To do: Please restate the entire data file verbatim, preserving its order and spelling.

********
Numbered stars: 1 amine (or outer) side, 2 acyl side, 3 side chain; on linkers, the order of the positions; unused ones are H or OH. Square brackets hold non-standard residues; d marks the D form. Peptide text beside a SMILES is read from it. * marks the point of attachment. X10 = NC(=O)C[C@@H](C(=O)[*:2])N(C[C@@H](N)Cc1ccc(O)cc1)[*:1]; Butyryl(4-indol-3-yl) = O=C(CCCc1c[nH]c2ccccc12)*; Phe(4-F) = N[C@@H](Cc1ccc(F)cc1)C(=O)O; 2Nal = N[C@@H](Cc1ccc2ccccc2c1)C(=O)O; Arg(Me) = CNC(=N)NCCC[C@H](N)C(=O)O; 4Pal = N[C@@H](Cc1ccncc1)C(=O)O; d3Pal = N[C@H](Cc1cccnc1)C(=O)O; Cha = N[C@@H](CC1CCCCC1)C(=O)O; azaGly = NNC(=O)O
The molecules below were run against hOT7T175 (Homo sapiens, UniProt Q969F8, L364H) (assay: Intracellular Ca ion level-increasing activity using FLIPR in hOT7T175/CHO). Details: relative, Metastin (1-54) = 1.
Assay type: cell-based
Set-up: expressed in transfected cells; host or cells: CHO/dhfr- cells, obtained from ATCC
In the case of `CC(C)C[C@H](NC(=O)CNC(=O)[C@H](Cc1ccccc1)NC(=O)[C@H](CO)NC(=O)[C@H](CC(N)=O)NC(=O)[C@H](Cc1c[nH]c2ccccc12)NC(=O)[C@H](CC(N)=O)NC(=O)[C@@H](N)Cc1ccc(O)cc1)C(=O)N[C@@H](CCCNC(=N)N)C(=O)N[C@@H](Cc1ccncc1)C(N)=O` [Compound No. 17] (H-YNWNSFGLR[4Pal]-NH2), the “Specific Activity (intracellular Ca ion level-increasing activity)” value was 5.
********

Numbered stars: 1 amine (or outer) side, 2 acyl side, 3 side chain; on linkers, the order of the positions; unused ones are H or OH. Square brackets hold non-standard residues; d marks the D form. Peptide text beside a SMILES is read from it. * marks the point of attachment. X10 = NC(=O)C[C@@H](C(=O)[*:2])N(C[C@@H](N)Cc1ccc(O)cc1)[*:1]; Butyryl(4-indol-3-yl) = O=C(CCCc1c[nH]c2ccccc12)*; Phe(4-F) = N[C@@H](Cc1ccc(F)cc1)C(=O)O; 2Nal = N[C@@H](Cc1ccc2ccccc2c1)C(=O)O; Arg(Me) = CNC(=N)NCCC[C@H](N)C(=O)O; 4Pal = N[C@@H](Cc1ccncc1)C(=O)O; d3Pal = N[C@H](Cc1cccnc1)C(=O)O; Cha = N[C@@H](CC1CCCCC1)C(=O)O; azaGly = NNC(=O)O
The molecules below were run against hOT7T175 (Homo sapiens, UniProt Q969F8, L364H) (assay: Intracellular Ca ion level-increasing activity using FLIPR in hOT7T175/CHO). Details: relative, Metastin (1-54) = 1.
Assay type: cell-based
Set-up: expressed in transfected cells; host or cells: CHO/dhfr- cells, obtained from ATCC
In the case of `CC(C)C[C@H](NC(=O)CNC(=O)[C@H](Cc1ccccc1)NC(=O)[C@H](CO)NC(=O)[C@H](CC(N)=O)NC(=O)[C@H](Cc1c[nH]c2ccccc12)NC(=O)[C@H](CC(N)=O)NC(=O)[C@@H](N)Cc1ccc(O)cc1)C(=O)N[C@@H](CCCNC(=N)N)C(=O)N[C@@H](Cc1ccncc1)C(N)=O` [Compound No. 17] (H-YNWNSFGLR[4Pal]-NH2), the “Specific Activity (intracellular Ca ion level-increasing activity)” value was 5.